The practice of generosity is more beautiful than that. It is both modest and grand. Practicing generosity means continually acting in a way that will help equalize the difference between the wealthy and the impoverished. Whatever we do to ease human suffering and create social justice can be considered practicing generosity. That is not to say that we must become active in any political system. To engage in partisan political action that leads to a power struggle among opposing parties and causes death and destruction is not what we mean by practicing generosity.

How can a person practicing ‘knowing how to feel satisfied with few possessions’ also practice generosity? It is by living simply. Almost everyone who spends his or her life serving and helping others, sacrificing themselves for the sake of humanity, lives simply. If they live their lives worrying about making money and gaining merit, how can they practice generosity? Mahatma Gandhi lived a very simple life; nevertheless his merit helping humanity and saving human beings was immeasurable. There are thousands of people among us who live very simply, while being very helpful to many, many others. They do not have as great a reputation as Gandhi, but their merit is no less than his. It is enough for us just to be a little more attentive and aware of the presence of people like these. They do not practice generosity by giving money that they do not possess, but rather by giving their time, energy, love, and care — their entire lives.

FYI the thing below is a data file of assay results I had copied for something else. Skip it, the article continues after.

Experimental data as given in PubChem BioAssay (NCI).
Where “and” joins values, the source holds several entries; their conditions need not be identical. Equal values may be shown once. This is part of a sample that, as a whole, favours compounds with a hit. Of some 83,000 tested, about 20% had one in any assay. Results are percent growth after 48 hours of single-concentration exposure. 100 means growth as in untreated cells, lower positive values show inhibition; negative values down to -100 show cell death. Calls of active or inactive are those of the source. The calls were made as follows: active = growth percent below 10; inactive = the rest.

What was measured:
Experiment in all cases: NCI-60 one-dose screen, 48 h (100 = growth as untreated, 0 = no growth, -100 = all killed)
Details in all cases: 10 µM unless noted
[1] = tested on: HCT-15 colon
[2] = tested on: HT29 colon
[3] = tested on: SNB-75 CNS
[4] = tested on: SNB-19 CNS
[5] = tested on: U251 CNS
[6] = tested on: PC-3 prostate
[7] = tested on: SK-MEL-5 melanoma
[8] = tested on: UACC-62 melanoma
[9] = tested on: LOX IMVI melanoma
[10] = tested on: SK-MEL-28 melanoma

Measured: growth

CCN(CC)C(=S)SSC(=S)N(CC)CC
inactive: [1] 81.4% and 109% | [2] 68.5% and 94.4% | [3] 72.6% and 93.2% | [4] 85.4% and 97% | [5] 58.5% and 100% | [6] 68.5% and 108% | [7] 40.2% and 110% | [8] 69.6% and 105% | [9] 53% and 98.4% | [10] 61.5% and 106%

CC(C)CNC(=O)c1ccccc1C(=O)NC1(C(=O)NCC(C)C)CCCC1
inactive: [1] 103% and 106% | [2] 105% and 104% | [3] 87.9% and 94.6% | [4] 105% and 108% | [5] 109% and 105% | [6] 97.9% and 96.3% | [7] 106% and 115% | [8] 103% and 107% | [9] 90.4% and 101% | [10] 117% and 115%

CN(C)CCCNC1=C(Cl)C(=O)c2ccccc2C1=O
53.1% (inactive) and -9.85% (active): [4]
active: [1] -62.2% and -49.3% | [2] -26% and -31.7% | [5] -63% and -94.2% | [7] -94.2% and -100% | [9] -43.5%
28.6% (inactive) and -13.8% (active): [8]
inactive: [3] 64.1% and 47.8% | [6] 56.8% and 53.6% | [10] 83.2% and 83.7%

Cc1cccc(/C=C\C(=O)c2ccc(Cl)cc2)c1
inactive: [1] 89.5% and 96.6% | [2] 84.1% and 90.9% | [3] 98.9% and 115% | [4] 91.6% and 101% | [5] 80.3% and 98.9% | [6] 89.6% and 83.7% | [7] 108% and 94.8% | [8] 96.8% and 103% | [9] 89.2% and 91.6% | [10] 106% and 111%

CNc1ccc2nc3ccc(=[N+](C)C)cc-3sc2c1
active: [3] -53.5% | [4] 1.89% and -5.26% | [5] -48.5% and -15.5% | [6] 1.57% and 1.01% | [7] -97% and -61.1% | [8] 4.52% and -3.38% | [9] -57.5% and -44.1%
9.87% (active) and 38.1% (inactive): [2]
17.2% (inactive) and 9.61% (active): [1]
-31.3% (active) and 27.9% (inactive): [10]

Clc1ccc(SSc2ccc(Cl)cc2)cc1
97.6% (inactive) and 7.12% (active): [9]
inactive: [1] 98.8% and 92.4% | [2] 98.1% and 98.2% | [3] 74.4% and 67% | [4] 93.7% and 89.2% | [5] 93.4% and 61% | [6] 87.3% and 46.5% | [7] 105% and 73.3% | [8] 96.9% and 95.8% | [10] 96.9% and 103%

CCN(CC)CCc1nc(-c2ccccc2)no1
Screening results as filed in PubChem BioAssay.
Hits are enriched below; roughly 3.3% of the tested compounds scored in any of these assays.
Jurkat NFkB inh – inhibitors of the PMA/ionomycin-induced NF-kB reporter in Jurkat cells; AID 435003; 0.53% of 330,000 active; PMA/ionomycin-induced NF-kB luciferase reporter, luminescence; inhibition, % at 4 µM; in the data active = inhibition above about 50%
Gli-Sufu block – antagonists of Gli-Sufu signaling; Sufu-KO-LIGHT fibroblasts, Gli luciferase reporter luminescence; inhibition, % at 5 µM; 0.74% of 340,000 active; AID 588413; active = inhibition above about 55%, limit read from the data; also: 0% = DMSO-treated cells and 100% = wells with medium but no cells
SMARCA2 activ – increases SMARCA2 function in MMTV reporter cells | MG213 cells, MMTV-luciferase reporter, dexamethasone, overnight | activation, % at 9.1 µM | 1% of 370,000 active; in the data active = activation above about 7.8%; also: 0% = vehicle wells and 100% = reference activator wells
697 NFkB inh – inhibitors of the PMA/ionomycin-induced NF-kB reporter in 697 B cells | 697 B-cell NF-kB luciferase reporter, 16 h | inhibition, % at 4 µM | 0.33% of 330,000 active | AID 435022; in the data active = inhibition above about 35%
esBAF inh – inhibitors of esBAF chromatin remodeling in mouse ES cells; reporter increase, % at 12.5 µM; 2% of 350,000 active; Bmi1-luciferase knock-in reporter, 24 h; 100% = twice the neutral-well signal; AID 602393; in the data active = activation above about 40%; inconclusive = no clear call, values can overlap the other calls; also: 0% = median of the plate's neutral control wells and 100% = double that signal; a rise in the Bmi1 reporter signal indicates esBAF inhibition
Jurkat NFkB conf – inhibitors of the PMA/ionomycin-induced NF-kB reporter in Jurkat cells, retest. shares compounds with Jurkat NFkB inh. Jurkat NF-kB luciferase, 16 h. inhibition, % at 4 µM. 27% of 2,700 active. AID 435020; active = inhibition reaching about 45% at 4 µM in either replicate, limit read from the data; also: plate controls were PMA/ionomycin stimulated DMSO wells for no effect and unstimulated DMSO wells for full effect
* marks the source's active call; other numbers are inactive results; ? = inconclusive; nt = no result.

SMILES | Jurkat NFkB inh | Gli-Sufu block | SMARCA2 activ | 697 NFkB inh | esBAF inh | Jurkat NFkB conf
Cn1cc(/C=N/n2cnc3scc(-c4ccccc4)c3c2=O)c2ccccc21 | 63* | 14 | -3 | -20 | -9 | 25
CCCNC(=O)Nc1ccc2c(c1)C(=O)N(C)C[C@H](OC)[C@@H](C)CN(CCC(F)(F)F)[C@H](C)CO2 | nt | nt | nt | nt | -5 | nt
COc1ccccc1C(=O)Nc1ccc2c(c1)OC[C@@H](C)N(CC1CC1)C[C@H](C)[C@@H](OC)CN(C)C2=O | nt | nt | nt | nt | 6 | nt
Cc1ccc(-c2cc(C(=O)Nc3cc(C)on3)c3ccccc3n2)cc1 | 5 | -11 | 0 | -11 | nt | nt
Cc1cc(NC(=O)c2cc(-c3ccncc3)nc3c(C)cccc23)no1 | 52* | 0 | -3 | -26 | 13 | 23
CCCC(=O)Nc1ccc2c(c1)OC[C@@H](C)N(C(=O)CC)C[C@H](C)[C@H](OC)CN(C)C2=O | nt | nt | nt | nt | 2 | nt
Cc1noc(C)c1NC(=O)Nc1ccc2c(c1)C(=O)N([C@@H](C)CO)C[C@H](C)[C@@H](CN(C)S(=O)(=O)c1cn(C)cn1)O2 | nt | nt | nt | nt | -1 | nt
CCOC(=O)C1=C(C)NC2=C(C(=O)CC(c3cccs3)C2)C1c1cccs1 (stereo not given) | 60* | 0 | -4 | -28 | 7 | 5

in: Dharma Topics
Discussion Date: Thu, Jan 16, 2020